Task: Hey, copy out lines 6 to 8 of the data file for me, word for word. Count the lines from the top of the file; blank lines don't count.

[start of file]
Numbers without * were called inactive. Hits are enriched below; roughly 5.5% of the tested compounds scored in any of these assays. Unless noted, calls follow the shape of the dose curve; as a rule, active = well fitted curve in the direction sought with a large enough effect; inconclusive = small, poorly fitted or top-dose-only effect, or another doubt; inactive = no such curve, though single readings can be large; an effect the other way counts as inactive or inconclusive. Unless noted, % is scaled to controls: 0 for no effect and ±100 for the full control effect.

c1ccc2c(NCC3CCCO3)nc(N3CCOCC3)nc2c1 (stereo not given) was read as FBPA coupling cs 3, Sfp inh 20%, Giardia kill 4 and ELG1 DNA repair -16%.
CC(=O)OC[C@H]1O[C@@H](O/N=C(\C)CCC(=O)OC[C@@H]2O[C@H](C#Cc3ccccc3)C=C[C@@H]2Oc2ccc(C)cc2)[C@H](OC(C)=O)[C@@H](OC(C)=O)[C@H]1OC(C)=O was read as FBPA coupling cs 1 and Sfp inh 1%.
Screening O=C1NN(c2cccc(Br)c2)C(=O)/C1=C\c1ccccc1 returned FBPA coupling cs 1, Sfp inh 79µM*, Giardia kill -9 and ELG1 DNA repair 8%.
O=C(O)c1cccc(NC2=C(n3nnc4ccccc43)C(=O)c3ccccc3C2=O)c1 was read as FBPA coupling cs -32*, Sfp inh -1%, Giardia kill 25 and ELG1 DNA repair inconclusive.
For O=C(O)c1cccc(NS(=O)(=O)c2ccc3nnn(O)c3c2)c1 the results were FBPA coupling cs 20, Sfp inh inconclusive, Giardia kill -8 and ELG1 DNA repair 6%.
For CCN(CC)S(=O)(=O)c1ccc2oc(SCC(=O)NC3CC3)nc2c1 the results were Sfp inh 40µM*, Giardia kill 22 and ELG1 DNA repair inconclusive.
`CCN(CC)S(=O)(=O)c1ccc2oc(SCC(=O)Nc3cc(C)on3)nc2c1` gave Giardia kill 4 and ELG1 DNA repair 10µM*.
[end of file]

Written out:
For O=C(O)c1cccc(NS(=O)(=O)c2ccc3nnn(O)c3c2)c1 the results were FBPA coupling cs 20, Sfp inh inconclusive, Giardia kill -8 and ELG1 DNA repair 6%.
For CCN(CC)S(=O)(=O)c1ccc2oc(SCC(=O)NC3CC3)nc2c1 the results were Sfp inh 40µM*, Giardia kill 22 and ELG1 DNA repair inconclusive.
`CCN(CC)S(=O)(=O)c1ccc2oc(SCC(=O)Nc3cc(C)on3)nc2c1` gave Giardia kill 4 and ELG1 DNA repair 10µM*.